Teaching Your Children How to Protest Responsibly, Part 1

The United States has a storied history of using peaceful protests—including student protests—to affect change. American students have launched protests against the military draft, the Vietnam War, apartheid, the war in Iraq, school curriculum, and more.

Today, we’re seeing a new and unprecedented wave of student protests inspired by former NFL quarterback Colin Kaepernick. While student protests have historically been concentrated on college campuses, students as young as kindergarten have participated in the current movement by sitting or kneeling during the National Anthem and Pledge of Allegiance.

Much like Kaepernick’s original protest, these acts have caused controversy. Some students, particularly student-athletes, have faced disciplinary action for protesting. So what are students’ rights when it comes to protesting in schools? And how should parents respond to children who feel passionately about these issues? In this four-part series, we will discuss how parents can teach their children to protest responsibly. Let’s start with Part 1.

How Did the Protests Begin?

On August 26, 2016, then-San Francisco 49’ers quarterback Colin Kaepernick sat during the pre-game National Anthem. A photo was tweeted, and a massive debate ensued.

Kaepernick addressed the media two days later, explaining, “I am not going to stand up to show pride in a flag for a country that oppresses black people and people of color. To me, this is bigger than football, and it would be selfish on my part to look the other way. There are bodies in the street and people getting paid leave and getting away with murder.”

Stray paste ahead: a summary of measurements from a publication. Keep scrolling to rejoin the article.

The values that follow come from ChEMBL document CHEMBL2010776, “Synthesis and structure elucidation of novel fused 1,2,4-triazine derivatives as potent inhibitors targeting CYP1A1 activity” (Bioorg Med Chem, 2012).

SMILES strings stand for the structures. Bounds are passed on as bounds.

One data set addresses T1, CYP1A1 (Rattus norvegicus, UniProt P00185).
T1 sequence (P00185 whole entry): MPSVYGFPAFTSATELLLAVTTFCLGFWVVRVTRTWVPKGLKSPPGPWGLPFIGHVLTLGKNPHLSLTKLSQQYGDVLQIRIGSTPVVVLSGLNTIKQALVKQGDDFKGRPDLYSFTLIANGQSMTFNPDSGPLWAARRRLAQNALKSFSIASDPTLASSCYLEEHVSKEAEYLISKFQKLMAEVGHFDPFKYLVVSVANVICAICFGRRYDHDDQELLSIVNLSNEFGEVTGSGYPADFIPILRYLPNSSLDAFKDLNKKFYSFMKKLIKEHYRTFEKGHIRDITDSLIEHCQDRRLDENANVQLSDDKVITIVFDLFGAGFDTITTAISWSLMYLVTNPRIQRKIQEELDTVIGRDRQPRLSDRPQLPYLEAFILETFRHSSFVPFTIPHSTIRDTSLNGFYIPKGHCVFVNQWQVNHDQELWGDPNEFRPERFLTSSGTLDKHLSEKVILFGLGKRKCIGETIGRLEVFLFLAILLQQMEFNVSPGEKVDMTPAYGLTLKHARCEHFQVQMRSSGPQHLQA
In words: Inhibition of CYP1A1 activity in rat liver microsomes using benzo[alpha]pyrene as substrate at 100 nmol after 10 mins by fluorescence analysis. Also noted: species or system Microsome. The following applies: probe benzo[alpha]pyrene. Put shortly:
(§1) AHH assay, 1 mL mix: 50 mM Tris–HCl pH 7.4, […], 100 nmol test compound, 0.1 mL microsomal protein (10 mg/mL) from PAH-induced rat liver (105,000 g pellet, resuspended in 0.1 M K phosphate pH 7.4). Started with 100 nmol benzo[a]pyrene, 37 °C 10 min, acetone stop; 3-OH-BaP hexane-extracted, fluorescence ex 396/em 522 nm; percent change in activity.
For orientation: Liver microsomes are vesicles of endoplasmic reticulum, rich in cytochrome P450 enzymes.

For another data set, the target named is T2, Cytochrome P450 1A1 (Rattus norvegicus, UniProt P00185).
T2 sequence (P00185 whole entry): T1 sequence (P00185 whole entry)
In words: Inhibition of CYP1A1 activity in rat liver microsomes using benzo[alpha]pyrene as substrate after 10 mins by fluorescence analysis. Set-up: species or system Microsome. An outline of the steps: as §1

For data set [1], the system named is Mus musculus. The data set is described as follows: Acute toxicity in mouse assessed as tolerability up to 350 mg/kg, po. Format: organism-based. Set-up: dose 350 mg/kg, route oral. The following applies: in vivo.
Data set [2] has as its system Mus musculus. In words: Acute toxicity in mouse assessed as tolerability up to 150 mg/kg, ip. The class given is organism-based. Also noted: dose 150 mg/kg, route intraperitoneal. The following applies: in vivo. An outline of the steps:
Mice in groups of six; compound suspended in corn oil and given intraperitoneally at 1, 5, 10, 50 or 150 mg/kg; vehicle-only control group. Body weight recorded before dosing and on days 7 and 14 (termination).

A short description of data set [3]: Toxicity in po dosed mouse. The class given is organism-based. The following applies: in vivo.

The quarterback’s assertion that he was making a statement about racial inequality and police brutality did nothing to calm the controversy, with many believing Kaepernick was disrespecting U.S. war veterans.

Throughout September and for the remainder of the season, other NFL players joined Kaepernick. Players kneeled, sat, linked arms, or raised fists to symbolize their support of the protest.

In March of 2017, Kaepernick opted out of his contract with the 49’ers, becoming a free agent. He has yet to be picked up by another team, with many alleging his protests are the reason. President Donald Trump tweeted, “NFL owners don’t want to pick [Kaepernick] up because they don’t want to get a nasty tweet from Donald Trump.”

President Trump added more fuel to the fire during a September speech in Alabama, commenting, “Wouldn’t you love to see one of these NFL owners, when somebody disrespects our flag, to say, ‘Get that son of a b**ch off the field right now. Out! He’s fired. He’s fired!’”

In response, many more NFL players joined the protest. Entire teams kneeled, sat, or linked arms. Some players wore T-shirts in support of Kaepernick, raised fists after scoring touchdowns, or continued warming up during the anthem. The Steelers, Seahawks, and Titans remained in the locker room for the duration of the anthem. Even team owners and those who sang the anthem joined in on the protests.

Well, that’s it for Part 1. In Part 2, we will discuss how students joined the NFL protest.

Click here to read all 4 parts of this series.

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